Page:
MARTINSBURG, W.Va. -- A former Eastern Regional Jail administrator said he was fired because he blew the whistle on possible crimes by correctional officers.
Lewis W. Barlow has filed a wrongful termination lawsuit against the West Virginia Regional Jail and Correctional Facility Authority in Berkeley County Circuit Court.
According to published reports, Barlow said he was fired in retaliation for reporting activity at the jail to former high-ranking authority officials. The allegations included correctional officers hiding drugs in pizzas and smuggling them in to female inmates in exchange for sexual favors.
Barlow accused the state of violating the West Virginia Human Rights Act. He also said officials ignored his recommendations for cutting costs at the jail, where he served as administrator from June 2008 until he was fired on Jan. 19, 2010.
The state Department of Military Affairs and Public Safety, which oversees the jail authority, declined to comment on the lawsuit.
Barlow said he also reported allegations that correctional officers were watching female prisoners shower.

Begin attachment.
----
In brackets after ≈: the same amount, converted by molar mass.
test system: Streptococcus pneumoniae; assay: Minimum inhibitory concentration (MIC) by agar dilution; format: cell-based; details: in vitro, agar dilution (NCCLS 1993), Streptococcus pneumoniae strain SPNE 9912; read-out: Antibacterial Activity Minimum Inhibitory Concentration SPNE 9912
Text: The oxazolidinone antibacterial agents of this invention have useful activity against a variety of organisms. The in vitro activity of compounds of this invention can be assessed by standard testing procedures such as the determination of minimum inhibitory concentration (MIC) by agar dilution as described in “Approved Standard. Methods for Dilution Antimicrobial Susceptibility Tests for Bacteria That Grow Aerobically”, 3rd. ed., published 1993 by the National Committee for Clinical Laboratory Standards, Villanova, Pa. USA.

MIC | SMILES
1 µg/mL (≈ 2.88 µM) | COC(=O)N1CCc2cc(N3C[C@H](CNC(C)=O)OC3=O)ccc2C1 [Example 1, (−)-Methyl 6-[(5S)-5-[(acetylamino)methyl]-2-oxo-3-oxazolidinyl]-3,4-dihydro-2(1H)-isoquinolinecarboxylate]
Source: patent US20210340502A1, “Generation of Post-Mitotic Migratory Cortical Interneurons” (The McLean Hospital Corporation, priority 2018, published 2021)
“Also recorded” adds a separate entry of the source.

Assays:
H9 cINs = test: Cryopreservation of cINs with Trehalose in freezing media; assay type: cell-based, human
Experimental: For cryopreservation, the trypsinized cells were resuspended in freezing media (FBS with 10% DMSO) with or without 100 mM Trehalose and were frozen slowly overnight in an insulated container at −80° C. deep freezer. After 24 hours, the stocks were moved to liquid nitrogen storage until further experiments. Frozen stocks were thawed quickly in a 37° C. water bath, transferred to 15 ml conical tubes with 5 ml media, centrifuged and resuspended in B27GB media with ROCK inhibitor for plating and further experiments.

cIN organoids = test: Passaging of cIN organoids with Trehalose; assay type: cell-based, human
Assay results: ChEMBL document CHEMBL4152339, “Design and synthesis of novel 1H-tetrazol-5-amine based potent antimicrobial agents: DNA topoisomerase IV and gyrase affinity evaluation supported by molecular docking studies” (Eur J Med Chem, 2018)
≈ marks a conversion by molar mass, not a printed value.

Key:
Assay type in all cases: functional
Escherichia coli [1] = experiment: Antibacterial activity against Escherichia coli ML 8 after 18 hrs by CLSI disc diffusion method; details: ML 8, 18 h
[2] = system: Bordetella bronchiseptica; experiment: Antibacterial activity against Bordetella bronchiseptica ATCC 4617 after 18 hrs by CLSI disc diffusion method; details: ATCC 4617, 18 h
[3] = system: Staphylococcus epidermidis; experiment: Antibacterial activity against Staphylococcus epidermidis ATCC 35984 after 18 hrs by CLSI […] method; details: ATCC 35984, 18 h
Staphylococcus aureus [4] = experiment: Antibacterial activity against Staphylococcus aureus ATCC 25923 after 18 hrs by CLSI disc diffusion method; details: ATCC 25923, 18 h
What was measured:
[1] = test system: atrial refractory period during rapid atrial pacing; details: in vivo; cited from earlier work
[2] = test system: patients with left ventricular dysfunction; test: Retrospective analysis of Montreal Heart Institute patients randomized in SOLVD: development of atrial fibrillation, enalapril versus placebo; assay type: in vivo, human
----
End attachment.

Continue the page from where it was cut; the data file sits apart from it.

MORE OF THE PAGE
"What is going over there is incredible,'' he said. "People don't know because they cover it up.''
State Police arrested at least one guard as a result of his reports, Barlow said.
Barlow, a retired California police lieutenant and former jail superintendent in Virginia, is seeking $500,000 in compensatory damages and $1 million in punitive damages. The case has been assigned to Judge Christopher C. Wilkes, but a court clerk said Thursday that no hearing dates have been set.
Barlow was hired by Terry Miller, the jail authority's former executive director, and his deputy executive director, Cedric Greene.
Miller was later suspended, then fired after two women in the jail authority's central officer accused him of sexual harassment. Greene is now deputy secretary of the Department of Administration.
Barlow said Miller and Greene told him to report to them, not then-operations chief John King. But after several weeks on the job, Barlow said King told him to stop providing the other men so much information.
Barlow said he ignored King's order and that Greene and Miller failed to protect him when he blew the whistle on misconduct. He also contends they failed to report the suspected crimes to other investigative agencies.
King resigned in 2011 after he was charged a second time with drunken driving.